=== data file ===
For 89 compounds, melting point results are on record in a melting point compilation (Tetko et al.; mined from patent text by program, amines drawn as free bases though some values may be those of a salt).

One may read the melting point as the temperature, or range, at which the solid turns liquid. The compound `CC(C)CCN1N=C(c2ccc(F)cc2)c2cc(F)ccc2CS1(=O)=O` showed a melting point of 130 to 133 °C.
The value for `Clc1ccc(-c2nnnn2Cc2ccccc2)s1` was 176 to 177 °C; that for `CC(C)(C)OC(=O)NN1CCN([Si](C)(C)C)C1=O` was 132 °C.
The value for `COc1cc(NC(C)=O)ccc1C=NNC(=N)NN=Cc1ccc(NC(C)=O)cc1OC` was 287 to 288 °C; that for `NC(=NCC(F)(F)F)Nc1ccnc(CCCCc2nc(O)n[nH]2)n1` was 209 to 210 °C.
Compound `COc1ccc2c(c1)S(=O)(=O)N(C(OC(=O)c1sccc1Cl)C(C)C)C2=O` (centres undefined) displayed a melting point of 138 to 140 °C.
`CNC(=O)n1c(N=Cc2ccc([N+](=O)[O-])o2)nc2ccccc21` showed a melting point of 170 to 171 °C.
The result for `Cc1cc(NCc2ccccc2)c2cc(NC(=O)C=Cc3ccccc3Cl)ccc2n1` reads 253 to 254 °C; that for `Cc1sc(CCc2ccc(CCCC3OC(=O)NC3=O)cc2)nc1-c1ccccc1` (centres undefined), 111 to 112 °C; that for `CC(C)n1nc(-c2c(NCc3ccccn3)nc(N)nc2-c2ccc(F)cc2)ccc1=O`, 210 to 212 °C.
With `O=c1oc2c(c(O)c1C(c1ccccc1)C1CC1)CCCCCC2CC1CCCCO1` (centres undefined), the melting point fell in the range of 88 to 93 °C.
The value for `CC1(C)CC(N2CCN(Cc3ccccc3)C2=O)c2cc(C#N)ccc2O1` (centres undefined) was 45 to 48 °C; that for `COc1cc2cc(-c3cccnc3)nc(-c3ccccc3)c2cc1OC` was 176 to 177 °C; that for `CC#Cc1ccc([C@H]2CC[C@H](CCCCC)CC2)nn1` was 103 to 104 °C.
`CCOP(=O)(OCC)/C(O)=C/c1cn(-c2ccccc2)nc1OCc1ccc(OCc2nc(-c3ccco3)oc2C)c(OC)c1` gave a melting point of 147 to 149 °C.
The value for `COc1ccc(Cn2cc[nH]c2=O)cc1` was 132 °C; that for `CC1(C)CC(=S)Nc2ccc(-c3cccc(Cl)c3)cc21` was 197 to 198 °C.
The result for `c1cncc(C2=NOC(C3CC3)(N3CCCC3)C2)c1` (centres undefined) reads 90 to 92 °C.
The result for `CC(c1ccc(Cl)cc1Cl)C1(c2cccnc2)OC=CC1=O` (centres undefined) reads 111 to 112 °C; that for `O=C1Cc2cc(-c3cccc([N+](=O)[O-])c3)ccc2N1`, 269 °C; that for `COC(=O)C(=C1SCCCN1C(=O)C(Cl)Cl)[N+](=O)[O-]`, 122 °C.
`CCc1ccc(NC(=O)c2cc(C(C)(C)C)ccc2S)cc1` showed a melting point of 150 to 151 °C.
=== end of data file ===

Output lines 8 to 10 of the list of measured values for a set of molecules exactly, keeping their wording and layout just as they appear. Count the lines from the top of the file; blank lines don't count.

With `O=c1oc2c(c(O)c1C(c1ccccc1)C1CC1)CCCCCC2CC1CCCCO1` (centres undefined), the melting point fell in the range of 88 to 93 °C.
The value for `CC1(C)CC(N2CCN(Cc3ccccc3)C2=O)c2cc(C#N)ccc2O1` (centres undefined) was 45 to 48 °C; that for `COc1cc2cc(-c3cccnc3)nc(-c3ccccc3)c2cc1OC` was 176 to 177 °C; that for `CC#Cc1ccc([C@H]2CC[C@H](CCCCC)CC2)nn1` was 103 to 104 °C.
`CCOP(=O)(OCC)/C(O)=C/c1cn(-c2ccccc2)nc1OCc1ccc(OCc2nc(-c3ccco3)oc2C)c(OC)c1` gave a melting point of 147 to 149 °C.